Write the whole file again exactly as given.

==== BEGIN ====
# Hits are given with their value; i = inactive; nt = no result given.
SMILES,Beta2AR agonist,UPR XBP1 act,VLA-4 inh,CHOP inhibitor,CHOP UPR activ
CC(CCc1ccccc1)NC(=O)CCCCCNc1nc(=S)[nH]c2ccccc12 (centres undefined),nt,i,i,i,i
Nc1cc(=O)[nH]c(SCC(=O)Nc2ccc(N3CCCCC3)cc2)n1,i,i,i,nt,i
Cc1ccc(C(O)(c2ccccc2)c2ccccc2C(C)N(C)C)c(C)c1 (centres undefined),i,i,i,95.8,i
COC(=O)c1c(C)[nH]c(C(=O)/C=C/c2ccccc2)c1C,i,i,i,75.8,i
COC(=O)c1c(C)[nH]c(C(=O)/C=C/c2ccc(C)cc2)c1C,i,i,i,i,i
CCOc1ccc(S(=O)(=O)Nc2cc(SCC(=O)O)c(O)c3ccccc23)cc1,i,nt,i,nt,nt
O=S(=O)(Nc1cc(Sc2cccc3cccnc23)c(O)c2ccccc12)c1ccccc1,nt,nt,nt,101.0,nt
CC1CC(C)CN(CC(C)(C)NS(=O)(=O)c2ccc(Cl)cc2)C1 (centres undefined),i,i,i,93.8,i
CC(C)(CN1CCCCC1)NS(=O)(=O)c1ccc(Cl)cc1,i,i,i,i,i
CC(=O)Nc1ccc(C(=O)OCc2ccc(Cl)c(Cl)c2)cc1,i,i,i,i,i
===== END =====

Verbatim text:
# Hits are given with their value; i = inactive; nt = no result given.
SMILES,Beta2AR agonist,UPR XBP1 act,VLA-4 inh,CHOP inhibitor,CHOP UPR activ
CC(CCc1ccccc1)NC(=O)CCCCCNc1nc(=S)[nH]c2ccccc12 (centres undefined),nt,i,i,i,i
Nc1cc(=O)[nH]c(SCC(=O)Nc2ccc(N3CCCCC3)cc2)n1,i,i,i,nt,i
Cc1ccc(C(O)(c2ccccc2)c2ccccc2C(C)N(C)C)c(C)c1 (centres undefined),i,i,i,95.8,i
COC(=O)c1c(C)[nH]c(C(=O)/C=C/c2ccccc2)c1C,i,i,i,75.8,i
COC(=O)c1c(C)[nH]c(C(=O)/C=C/c2ccc(C)cc2)c1C,i,i,i,i,i
CCOc1ccc(S(=O)(=O)Nc2cc(SCC(=O)O)c(O)c3ccccc23)cc1,i,nt,i,nt,nt
O=S(=O)(Nc1cc(Sc2cccc3cccnc23)c(O)c2ccccc12)c1ccccc1,nt,nt,nt,101.0,nt
CC1CC(C)CN(CC(C)(C)NS(=O)(=O)c2ccc(Cl)cc2)C1 (centres undefined),i,i,i,93.8,i
CC(C)(CN1CCCCC1)NS(=O)(=O)c1ccc(Cl)cc1,i,i,i,i,i
CC(=O)Nc1ccc(C(=O)OCc2ccc(Cl)c(Cl)c2)cc1,i,i,i,i,i